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MARKER DATABASE
“Bite-Size Bits of Local, National, and Global History”
“Bite-Size Bits of Local, National, and Global History”
Near Cartersville in Bartow County, Georgia — The American South (South Atlantic)
 

Etowah (Tumlin) Mounds

 
 
Etowah (Tumlin) Mounds Marker image. Click for full size.
By David Seibert, November 9, 2008
1. Etowah (Tumlin) Mounds Marker
Inscription. For over 100 years Etowah Indian Mounds were the Tumlin Mounds. In 1832 Col. Lewis Tumlin came to Cass County (Bartow) and drew the land lot that contained the mounds. Col. Tumlin served as county sheriff from 1834 to 1840. As young soldiers, Gen. William T. Sherman and Col. Tumlin became friends. First visiting the mounds in 1844, Sherman returned in 1864 and spared Col. Tumlin´s home. In 1887, the Tumlins allowed the Smithsonian Institute´s Bureau of American Ethnology to survey and partially explore Mound C under the direction of Dr. Cyrus Thomas. Being great protectors and conservationists, Georgia Secession Roberts Tumlin along with her son, Lewis Henry Tumlin, Sr. did not allow the site to be disturbed especially the burials. Professional excavations of the site were conducted in 1925, 1926 and 1927 by Warren K. Moorehead. In 1953 the Georgia Historical Commission purchased the property from the Tumlin family. The site became The Etowah Indian Mounds State Park. Col. Tumlin´s great grandson Lewis Henry Tumlin, Jr. became the first resident custodian of the park. Henry´s devotion and tireless service helped to make the Etowah Indian Mounds a prominent state historic site.
 
Erected 2006 by Georgia Department of Natural Resources. (Marker Number 008-54.)
 
Marker series.
Etowah (Tumlin) Mounds Marker image. Click for full size.
By David Seibert, November 9, 2008
2. Etowah (Tumlin) Mounds Marker
This marker is included in the Georgia Historical Society/Commission, and the National Historic Landmarks marker series.
 
Location. 34° 7.779′ N, 84° 48.442′ W. Marker is near Cartersville, Georgia, in Bartow County. Marker is on Indian Mound Road 0.8 miles east of Douthit Ferry Road, on the left when traveling south. Click for map. Marker is at the exit road of the Etowah Indian Mounds State Historic Site. Marker is in this post office area: Cartersville GA 30120, United States of America.
 
Other nearby markers. At least 8 other markers are within 3 miles of this marker, measured as the crow flies. Amos T. Akerman (approx. 2.3 miles away); Friendship Cemetery (approx. 2.3 miles away); Site of Sam Jones' Tabernacle (approx. 2.3 miles away); Etowah Valley Plantation (approx. 2.3 miles away); Etowah (approx. 2.4 miles away); Home of Sam P Jones (approx. 2.5 miles away); Friendship Monument (approx. 2.6 miles away); Tribute on Monument / 38 Names on Monument (approx. 2.6 miles away). Click for a list of all markers in Cartersville.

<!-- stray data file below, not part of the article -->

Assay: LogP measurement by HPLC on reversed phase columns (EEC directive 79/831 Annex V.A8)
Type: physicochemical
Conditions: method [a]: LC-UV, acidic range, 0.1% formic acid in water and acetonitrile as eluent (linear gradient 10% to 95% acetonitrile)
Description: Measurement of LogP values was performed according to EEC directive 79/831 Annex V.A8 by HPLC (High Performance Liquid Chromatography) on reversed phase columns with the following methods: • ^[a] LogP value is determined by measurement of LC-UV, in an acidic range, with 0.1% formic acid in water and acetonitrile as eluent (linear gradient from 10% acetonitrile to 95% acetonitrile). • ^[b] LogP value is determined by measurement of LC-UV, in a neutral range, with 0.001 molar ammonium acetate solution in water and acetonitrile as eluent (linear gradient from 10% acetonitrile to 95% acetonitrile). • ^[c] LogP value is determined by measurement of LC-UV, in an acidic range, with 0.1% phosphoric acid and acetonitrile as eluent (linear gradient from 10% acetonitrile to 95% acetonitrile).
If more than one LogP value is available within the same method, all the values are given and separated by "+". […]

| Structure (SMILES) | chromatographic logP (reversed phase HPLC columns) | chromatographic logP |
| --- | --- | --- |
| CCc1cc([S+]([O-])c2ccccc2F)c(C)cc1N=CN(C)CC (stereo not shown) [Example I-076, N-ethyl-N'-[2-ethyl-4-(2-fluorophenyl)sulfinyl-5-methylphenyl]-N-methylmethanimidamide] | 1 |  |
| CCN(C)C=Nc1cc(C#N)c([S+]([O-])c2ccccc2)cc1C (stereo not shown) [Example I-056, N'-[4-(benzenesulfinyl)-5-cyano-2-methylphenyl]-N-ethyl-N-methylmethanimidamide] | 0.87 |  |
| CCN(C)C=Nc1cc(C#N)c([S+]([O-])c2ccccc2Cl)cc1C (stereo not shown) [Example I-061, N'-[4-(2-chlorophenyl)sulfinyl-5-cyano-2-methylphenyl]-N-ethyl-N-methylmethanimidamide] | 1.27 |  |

Also see . . .
1. Etowah Indian Mounds State Park from New Georgia Encyclopedia. (Submitted on November 11, 2008, by David Seibert of Sandy Springs, Georgia.)
2. Etowah Indian Mounds from Wikipedia. (Submitted on November 11, 2008, by David Seibert of Sandy Springs, Georgia.)
 
Categories. Antebellum South, USCemeteries & Burial SitesMan-Made FeaturesNative AmericansNotable PlacesSettlements & Settlers
 
Etowah (Tumlin) Mounds image. Click for full size.
By David Seibert, October 6, 2012
3. Etowah (Tumlin) Mounds
Etowah (Tumlin) Mounds image. Click for full size.
By David Seibert, October 6, 2012
4. Etowah (Tumlin) Mounds
This is Mound A, the largest mound in the complex.
Dedication of the Etowah (Tumlin) Mounds Marker on October 7, 2006 image. Click for full size.
By David Seibert, October 7, 2006
5. Dedication of the Etowah (Tumlin) Mounds Marker on October 7, 2006
Many surviving members of the Tumlin family were in attendance.
Etowah Mounds National Historic Landmark Plaque image. Click for full size.
By David Seibert, 10.06.2012
6. Etowah Mounds National Historic Landmark Plaque
Etowah Mounds National Historic Landmark Plaque image. Click for full size.
By David Seibert, October 6, 2012
7. Etowah Mounds National Historic Landmark Plaque
The plaque stands at the entrance to the Visitors' Center and Museum.
 
 
Credits. This page originally submitted on , by David Seibert of Sandy Springs, Georgia. This page has been viewed 2,513 times since then and 13 times this year. Photos:   1, 2. submitted on , by David Seibert of Sandy Springs, Georgia.   3, 4. submitted on , by David Seibert of Sandy Springs, Georgia.   5. submitted on , by David Seibert of Sandy Springs, Georgia.   6, 7. submitted on , by David Seibert of Sandy Springs, Georgia. • Bill Pfingsten was the editor who published this page. This page was last revised on June 16, 2016.
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